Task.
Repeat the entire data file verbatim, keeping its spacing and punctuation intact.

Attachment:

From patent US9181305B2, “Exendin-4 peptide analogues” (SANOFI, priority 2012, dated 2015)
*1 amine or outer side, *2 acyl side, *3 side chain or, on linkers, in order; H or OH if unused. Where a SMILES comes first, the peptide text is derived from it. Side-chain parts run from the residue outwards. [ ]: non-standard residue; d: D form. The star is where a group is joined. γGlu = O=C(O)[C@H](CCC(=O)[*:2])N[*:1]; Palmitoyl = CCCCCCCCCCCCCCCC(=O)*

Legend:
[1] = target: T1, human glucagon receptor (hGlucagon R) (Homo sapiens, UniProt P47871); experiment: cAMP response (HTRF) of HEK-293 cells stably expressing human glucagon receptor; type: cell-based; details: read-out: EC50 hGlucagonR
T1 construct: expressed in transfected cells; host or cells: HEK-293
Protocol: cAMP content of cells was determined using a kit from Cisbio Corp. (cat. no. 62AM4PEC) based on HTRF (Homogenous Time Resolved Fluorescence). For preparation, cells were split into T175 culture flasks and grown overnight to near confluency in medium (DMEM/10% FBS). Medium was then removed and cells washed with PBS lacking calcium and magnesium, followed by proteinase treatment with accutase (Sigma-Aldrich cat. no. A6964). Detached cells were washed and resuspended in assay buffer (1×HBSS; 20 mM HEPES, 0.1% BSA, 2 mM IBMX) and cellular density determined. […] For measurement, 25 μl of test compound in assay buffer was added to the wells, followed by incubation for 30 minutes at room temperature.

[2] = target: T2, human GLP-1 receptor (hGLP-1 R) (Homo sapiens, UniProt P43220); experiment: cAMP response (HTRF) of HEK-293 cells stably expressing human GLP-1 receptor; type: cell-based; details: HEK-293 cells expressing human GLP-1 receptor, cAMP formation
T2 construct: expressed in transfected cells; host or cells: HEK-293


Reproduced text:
From patent US9181305B2, “Exendin-4 peptide analogues” (SANOFI, priority 2012, dated 2015)
*1 amine or outer side, *2 acyl side, *3 side chain or, on linkers, in order; H or OH if unused. Where a SMILES comes first, the peptide text is derived from it. Side-chain parts run from the residue outwards. [ ]: non-standard residue; d: D form. The star is where a group is joined. γGlu = O=C(O)[C@H](CCC(=O)[*:2])N[*:1]; Palmitoyl = CCCCCCCCCCCCCCCC(=O)*

Legend:
[1] = target: T1, human glucagon receptor (hGlucagon R) (Homo sapiens, UniProt P47871); experiment: cAMP response (HTRF) of HEK-293 cells stably expressing human glucagon receptor; type: cell-based; details: read-out: EC50 hGlucagonR
T1 construct: expressed in transfected cells; host or cells: HEK-293
Protocol: cAMP content of cells was determined using a kit from Cisbio Corp. (cat. no. 62AM4PEC) based on HTRF (Homogenous Time Resolved Fluorescence). For preparation, cells were split into T175 culture flasks and grown overnight to near confluency in medium (DMEM/10% FBS). Medium was then removed and cells washed with PBS lacking calcium and magnesium, followed by proteinase treatment with accutase (Sigma-Aldrich cat. no. A6964). Detached cells were washed and resuspended in assay buffer (1×HBSS; 20 mM HEPES, 0.1% BSA, 2 mM IBMX) and cellular density determined. […] For measurement, 25 μl of test compound in assay buffer was added to the wells, followed by incubation for 30 minutes at room temperature.

[2] = target: T2, human GLP-1 receptor (hGLP-1 R) (Homo sapiens, UniProt P43220); experiment: cAMP response (HTRF) of HEK-293 cells stably expressing human GLP-1 receptor; type: cell-based; details: HEK-293 cells expressing human GLP-1 receptor, cAMP formation
T2 construct: expressed in transfected cells; host or cells: HEK-293